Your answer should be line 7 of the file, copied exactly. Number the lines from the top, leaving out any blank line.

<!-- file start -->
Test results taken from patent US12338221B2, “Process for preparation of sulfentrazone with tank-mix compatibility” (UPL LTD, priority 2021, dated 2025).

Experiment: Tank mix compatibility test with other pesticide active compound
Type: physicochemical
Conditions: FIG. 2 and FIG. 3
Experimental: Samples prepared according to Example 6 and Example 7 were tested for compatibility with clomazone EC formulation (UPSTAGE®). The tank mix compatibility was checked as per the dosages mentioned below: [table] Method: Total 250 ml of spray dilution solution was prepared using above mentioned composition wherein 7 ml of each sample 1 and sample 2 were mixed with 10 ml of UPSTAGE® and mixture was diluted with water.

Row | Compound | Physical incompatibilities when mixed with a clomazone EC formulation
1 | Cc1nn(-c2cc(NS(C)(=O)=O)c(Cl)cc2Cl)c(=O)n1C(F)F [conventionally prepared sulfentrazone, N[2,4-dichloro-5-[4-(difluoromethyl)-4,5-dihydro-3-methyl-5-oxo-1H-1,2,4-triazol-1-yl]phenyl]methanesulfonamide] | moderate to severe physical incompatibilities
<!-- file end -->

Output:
1 | Cc1nn(-c2cc(NS(C)(=O)=O)c(Cl)cc2Cl)c(=O)n1C(F)F [conventionally prepared sulfentrazone, N[2,4-dichloro-5-[4-(difluoromethyl)-4,5-dihydro-3-methyl-5-oxo-1H-1,2,4-triazol-1-yl]phenyl]methanesulfonamide] | moderate to severe physical incompatibilities